THE MINISTER FOR Justice signed a Statutory Instrument on the 18 January 2016 commencing certain provisions of The Children and Family Relationships Act 2015.
It brings some big changes. This Act radically overhauls the existing Guardianship of Infants Act which is the underpinning legislation in bringing applications before the District Court seeking access, custody and guardianship.
The most significant change contained in the Act as it relates to fathers has to be that automatic guardianship can now be granted to a father who can prove he has cohabited with the child’s mother for at least 12 consecutive months including at least 3 months after the birth of the child.
Previously, where a child was born to unmarried parents, only the child’s mother was automatically a guardian and a child’s natural father only had the right to apply to court for guardianship.
Guardianship involves the right to have an input into the higher level decisions surrounding a child’s upbringing such as medical issues, education, religion and travel outside the jurisdiction.
However, it is unclear as to what evidence would be required by the court in order to satisfy the threshold in respect of cohabitation particularly when there may be a dispute between the parents as to when the cohabitation commenced. Furthermore it is important to note that the Act is not retrospective which means this provision only applies to children born after the commencement of the Act.
For those fathers who do not qualify under the cohabitation provision, the usual right to apply to court remains.
There is now also a provision whereby upon registering the birth of the child, unmarried parents have the option to sign a Statutory Declaration at the Civil Registration Office and the Registrar is empowered to witness this declaration.
Previously this declaration had to be witnessed by a solicitor or a Commissioner for Oaths. This will assist with the execution of these declarations.
However, unfortunately there is no provision for a Central Register to record these important documents.
There is also a new section in the Act which entitles a father to seek a declaration confirming that he is a guardian where he has received rights and responsibilities equivalent to guardianship in another state.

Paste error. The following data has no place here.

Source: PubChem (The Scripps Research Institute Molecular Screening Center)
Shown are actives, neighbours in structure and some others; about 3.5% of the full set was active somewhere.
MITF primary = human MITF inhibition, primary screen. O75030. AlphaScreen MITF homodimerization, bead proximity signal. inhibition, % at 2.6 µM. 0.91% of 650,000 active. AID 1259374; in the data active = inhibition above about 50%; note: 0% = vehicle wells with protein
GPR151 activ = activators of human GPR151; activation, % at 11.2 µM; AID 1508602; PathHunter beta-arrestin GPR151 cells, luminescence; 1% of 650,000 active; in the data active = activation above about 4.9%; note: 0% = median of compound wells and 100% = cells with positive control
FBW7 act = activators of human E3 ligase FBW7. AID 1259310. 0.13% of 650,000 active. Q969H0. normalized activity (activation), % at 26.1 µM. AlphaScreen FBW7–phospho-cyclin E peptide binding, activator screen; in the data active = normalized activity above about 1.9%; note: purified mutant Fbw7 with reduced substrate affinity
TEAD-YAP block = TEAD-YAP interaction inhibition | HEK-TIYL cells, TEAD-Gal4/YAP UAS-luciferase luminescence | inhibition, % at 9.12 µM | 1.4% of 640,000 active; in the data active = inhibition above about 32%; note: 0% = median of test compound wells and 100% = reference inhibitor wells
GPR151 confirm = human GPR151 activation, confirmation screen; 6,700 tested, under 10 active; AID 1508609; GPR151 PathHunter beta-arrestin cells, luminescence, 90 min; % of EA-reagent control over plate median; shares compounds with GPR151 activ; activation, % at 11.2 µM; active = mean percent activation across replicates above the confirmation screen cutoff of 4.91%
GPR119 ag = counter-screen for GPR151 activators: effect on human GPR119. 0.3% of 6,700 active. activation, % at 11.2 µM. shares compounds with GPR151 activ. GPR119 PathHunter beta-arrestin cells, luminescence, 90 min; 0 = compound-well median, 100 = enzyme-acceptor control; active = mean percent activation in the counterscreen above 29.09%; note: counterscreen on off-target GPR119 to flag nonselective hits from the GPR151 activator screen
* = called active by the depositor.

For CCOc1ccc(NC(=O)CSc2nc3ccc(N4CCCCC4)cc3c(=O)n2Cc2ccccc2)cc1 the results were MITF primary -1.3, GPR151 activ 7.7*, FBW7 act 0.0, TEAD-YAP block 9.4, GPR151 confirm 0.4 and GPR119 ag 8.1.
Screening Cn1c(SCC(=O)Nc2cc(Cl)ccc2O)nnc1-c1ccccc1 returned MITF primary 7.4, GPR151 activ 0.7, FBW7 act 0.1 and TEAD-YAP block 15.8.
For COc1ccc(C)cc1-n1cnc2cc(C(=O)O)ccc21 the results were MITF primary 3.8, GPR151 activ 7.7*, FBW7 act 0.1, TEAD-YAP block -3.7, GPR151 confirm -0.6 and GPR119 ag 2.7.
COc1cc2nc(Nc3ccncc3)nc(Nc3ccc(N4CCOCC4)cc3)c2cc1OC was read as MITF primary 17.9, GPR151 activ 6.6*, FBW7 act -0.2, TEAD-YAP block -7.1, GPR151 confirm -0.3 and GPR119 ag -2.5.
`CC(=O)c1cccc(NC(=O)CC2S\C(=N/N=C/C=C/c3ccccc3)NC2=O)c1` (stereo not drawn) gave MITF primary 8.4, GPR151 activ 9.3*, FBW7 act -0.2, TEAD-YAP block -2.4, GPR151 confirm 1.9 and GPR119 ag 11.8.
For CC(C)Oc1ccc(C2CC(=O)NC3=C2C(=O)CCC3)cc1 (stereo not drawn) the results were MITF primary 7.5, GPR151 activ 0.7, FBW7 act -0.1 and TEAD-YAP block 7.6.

For instance, in the United Kingdom, a father’s name on the birth certificate gives rise to guardianship style rights. This provision entitles those fathers to seek a declaration from the Irish courts recognising the father as guardian.
Breaching a court order
There have been significant changes in respect of enforcement provisions which will be of assistance to fathers or non-custodial parents. Previously the main remedy available from the courts was a summons for a breach of an order with the ultimate sanction being imprisonment.
In extreme cases where there was an ongoing history with regard to denial of access, a court could order transfer of custody to the non-custodial parent. This was however very rare.
Clearly the new enforcement orders have to be welcomed. These provide for a more holistic range of remedies whereby a parent or a guardian who is being denied custody or access of a child may now get compensatory time with the child. A parent’s expenses may be ordered to be reimbursed by the other parent or that one or both of the parents would be compelled to attend parenting programs, family counselling sessions or receive information on mediation.
The most important provision however throughout the Act is that the principle of the best interests of the child prevails in respect of all applications to be made in relation to the child.
The Act sets out statutory criteria for the best interests principle dealing with a number of issues such as the physical, emotional, psychological, educational, and social needs of the child including the child’s need for stability having regard to the child’s age and stage of development.
More importantly for fathers and non-custodial parents, it also provides that the views of the child will be ascertained in any applications concerning the child. The Act also sets out that the court shall ensure that the manner in which such views are provided to the court facilitates the child freely expressing such views and are not as the result of undue influence of another including the parent of a child.
This is significant particularly in terms of the concept of parental alienation which is becoming ever more frequent in family law today. This will at least ensure that the child’s voice is heard and the court will not just hear from the two parents who would have very conflicting positions.
There may be a difficulty however with regard to the implementation of the best interests principle and the voice of the child. Generally the voice of the child may be brought to the court by way of a child psychologist being appointed. This may prove a difficulty for parents who are going through a separation where there are limited funds and parents may not be able to afford the costs of a psychologist.
Overall this Act has to be welcomed. It is a significant move in the right direction and recognises the modern blended family of today. It could be argued that an opportunity has been lost to appoint all fathers as guardians. However it remains to be seen whether the Act will be effective in respect of automatic guardianship where difficulties will arise in proving the cohabitation threshold.
Annette Sheehan is a solicitor specialising in Family Law who has worked in the Family Law and Child Care Department of FitzGerald Solicitors in Cork for over 10 years. FitzGerald Solicitors (021) 427 9800 www.fitzsols.com.